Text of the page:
Jay Arora: From Slop to Soul
Jay Arora is a senior pursuing an interdisciplinary major in English and Public Policy. While he has enjoyed English since a young age, he came into Duke planning to major in Public Policy because he questioned the viability of majoring in English. But after taking Public Policy 155, Jay realized that his interest lay more in the stories than the data. He wanted to focus on “the narratives in policy and the political realities that shape English texts.” In his English thesis, he does just that by using English texts to contextualize Southern culture surrounding the pork industry.
“I am interested in the journey, both materially and symbolically, that happens with factory farming and, ultimately, what leads to the meat we consume.”
As a Raleigh native, Jay grew up in a city that felt disconnected from stereotypical Southern culture despite its geographical location. This dissonance allowed him to develop a somewhat negative perspective of the South until he took Professor Taylor Black’s class on the Southern Gothic.
“You write [the South] off as being a bit of a racist place full of hicks,” Jay says. “I think the South is such a microcosm of America because you have all of these ugly realities that are so much more apparent because of the history of slavery and the Civil War and Jim Crow. These are all ideologies that have shaped the country, not just this region, but they are so much more apparent in this region that it allows you to examine them and sort of see the humanity that exists despite this ideological history, to pull apart the cobwebs.”
With his newfound fascination with the South, Jay decided to write a senior thesis with Dr. Black as his advisor.
Despite his disconnect from Southern culture, Jay still experienced the typical pig pits—events where an entire pig is roasted over a fire. He is focusing on barbecue for his thesis because it “is seen as something that connects you to a Southern past, the good ‘ole days, something old fashioned.” However, if you actually examine the pork industry in North Carolina, Jay explains that you find a rural landscape consumed by large-scale production companies such as Smithfield. Barbecue’s connections to “the South as this space with hard working farmers, a kind of natural space, unravel in the face of contemporary reality.” Jay wishes to contextualize barbecue in the South through what he calls “this paradox that comes up where barbecue is simultaneously used to symbolize this agrarian past, but the meat production has become more and more industrialized.” Instead of only looking at the policy regulating the pork industry, Jay wants to unveil the narrative of barbecue.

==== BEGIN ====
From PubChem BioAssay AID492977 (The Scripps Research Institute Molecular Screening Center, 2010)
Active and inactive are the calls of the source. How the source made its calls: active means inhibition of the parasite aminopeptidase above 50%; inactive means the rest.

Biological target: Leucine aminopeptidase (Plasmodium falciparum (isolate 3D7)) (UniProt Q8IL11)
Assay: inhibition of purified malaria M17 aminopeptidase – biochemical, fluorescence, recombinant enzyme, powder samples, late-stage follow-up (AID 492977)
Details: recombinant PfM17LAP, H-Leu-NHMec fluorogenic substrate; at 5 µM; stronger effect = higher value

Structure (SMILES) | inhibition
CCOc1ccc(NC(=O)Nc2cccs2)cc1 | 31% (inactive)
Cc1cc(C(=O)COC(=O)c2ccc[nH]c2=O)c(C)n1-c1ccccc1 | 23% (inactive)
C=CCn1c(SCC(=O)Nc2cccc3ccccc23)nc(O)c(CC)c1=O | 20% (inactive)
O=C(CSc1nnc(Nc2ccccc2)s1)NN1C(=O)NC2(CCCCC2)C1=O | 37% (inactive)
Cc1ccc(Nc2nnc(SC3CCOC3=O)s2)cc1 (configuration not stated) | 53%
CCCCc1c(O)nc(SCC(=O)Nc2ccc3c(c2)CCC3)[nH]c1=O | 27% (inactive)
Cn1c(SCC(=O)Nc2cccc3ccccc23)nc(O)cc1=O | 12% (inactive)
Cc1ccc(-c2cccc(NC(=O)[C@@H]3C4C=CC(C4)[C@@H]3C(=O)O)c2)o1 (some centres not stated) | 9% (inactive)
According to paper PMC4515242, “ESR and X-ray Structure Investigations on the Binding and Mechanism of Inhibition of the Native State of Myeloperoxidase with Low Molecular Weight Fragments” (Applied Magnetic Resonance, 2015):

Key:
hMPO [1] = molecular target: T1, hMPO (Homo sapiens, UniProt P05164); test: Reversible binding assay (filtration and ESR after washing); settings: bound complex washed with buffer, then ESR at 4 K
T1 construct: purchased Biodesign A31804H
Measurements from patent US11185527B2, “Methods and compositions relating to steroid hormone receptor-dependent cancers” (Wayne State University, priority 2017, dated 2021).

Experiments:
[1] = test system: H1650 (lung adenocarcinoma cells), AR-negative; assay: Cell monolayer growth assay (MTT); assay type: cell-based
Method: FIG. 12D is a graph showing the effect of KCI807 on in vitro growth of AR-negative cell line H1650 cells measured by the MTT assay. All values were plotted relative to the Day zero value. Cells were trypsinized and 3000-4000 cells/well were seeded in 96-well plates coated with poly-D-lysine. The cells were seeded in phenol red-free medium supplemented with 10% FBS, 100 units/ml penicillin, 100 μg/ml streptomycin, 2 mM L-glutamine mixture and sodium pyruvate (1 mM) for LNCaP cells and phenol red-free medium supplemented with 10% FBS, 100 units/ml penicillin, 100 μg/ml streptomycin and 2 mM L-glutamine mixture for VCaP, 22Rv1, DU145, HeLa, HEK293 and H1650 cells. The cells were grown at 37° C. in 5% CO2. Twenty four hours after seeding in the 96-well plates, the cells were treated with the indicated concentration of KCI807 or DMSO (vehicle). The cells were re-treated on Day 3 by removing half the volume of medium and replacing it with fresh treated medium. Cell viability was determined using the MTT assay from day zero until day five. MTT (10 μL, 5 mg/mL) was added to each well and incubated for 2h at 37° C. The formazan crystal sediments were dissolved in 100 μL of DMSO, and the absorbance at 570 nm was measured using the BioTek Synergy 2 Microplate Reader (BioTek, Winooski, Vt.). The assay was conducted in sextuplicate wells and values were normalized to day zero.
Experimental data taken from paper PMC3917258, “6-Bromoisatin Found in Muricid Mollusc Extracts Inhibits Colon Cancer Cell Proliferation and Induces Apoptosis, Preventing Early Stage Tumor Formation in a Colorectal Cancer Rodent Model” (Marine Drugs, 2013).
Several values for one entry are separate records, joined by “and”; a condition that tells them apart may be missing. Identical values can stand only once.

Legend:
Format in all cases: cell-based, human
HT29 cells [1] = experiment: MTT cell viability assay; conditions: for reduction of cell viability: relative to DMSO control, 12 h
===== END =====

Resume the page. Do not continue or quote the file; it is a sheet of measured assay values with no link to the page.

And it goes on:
To understand barbecue’s role in the South, Jay is using English texts because he believes that they’re “the best way to understand the culture surrounding meat.” Jay says, “I think the statistical and historical data is important for contextualizing the information, but I think the importance of the humanities is that, it’s in the name, it gives you the human element that provides a soul, for lack of a better word.”
Jay’s currently working with Texas Chainsaw Massacre (Tobe Hooper, 1974), which has been criticized for its extreme violence. Examining Flannery O’Connor in Dr. Black’s class informed how Jay interprets violence in Southern portrayals. Rather than viewing violence as repulsive, he considers it a method to “connect the material and immaterial” and simply “the most extreme way of making art.” With barbecue, Jay says, “You have the reality of how it’s produced, and you have the sentimental narratives around what it means. And the only way to bridge that is through the grotesque.” He hopes that these stark images of meat production can inform the farmer and cowboy stories. Rather than contributing to the growing villainization of meat consumption as inherently unethical (which he believes prevents productive conversations), Jay wants to explain meat’s symbolic nature.
“I’ve always enjoyed the criticism aspect of the English major and I wanted to apply it to something that I considered important. I thought a thesis was the best way to do that.”
When he reflects on his experience, Jay admits that he has enjoyed the process of writing an English thesis. He says, “It allowed me to work on something that I’m passionate about in a way that I could still use the resources of educators and Duke faculty. I wasn’t just on my own, like typing in the attic. I think the collaborative process was helpful.”
While adding a thesis on top of regular classwork and activities can seem overwhelming, Jay has found that working on his thesis always brightens his mood. Emailing Duke professors who conduct similar research has also brought about “really nice conversations with professors.” Jay views a thesis as a collaborative piece of work and highly recommends it to anyone with a specific area of interest. Currently, Jay is applying to graduate programs in American studies so that he can continue applying literary criticism skills to wider cultural contexts.